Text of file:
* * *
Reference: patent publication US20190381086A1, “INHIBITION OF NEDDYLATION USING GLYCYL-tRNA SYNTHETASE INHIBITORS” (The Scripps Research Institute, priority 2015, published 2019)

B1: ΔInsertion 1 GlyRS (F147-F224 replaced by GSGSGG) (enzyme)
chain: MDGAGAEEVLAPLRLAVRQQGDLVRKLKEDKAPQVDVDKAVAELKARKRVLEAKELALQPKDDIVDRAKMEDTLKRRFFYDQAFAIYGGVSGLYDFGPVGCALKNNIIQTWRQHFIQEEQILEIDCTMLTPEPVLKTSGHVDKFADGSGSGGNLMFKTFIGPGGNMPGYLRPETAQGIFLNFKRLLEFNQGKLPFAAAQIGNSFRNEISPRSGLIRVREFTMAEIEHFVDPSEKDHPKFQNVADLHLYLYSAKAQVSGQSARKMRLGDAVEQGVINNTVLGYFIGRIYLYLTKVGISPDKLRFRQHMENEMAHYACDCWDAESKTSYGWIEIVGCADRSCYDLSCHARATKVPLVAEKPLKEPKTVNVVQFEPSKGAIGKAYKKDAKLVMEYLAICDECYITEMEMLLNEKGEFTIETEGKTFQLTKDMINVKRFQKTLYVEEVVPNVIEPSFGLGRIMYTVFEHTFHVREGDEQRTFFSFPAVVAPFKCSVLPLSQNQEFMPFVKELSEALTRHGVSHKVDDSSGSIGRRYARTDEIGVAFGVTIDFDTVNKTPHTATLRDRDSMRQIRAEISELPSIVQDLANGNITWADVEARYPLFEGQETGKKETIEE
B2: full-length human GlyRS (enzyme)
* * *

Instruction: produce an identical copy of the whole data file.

Reference: patent publication US20190381086A1, “INHIBITION OF NEDDYLATION USING GLYCYL-tRNA SYNTHETASE INHIBITORS” (The Scripps Research Institute, priority 2015, published 2019)

B1: ΔInsertion 1 GlyRS (F147-F224 replaced by GSGSGG) (enzyme)
chain: MDGAGAEEVLAPLRLAVRQQGDLVRKLKEDKAPQVDVDKAVAELKARKRVLEAKELALQPKDDIVDRAKMEDTLKRRFFYDQAFAIYGGVSGLYDFGPVGCALKNNIIQTWRQHFIQEEQILEIDCTMLTPEPVLKTSGHVDKFADGSGSGGNLMFKTFIGPGGNMPGYLRPETAQGIFLNFKRLLEFNQGKLPFAAAQIGNSFRNEISPRSGLIRVREFTMAEIEHFVDPSEKDHPKFQNVADLHLYLYSAKAQVSGQSARKMRLGDAVEQGVINNTVLGYFIGRIYLYLTKVGISPDKLRFRQHMENEMAHYACDCWDAESKTSYGWIEIVGCADRSCYDLSCHARATKVPLVAEKPLKEPKTVNVVQFEPSKGAIGKAYKKDAKLVMEYLAICDECYITEMEMLLNEKGEFTIETEGKTFQLTKDMINVKRFQKTLYVEEVVPNVIEPSFGLGRIMYTVFEHTFHVREGDEQRTFFSFPAVVAPFKCSVLPLSQNQEFMPFVKELSEALTRHGVSHKVDDSSGSIGRRYARTDEIGVAFGVTIDFDTVNKTPHTATLRDRDSMRQIRAEISELPSIVQDLANGNITWADVEARYPLFEGQETGKKETIEE
B2: full-length human GlyRS (enzyme)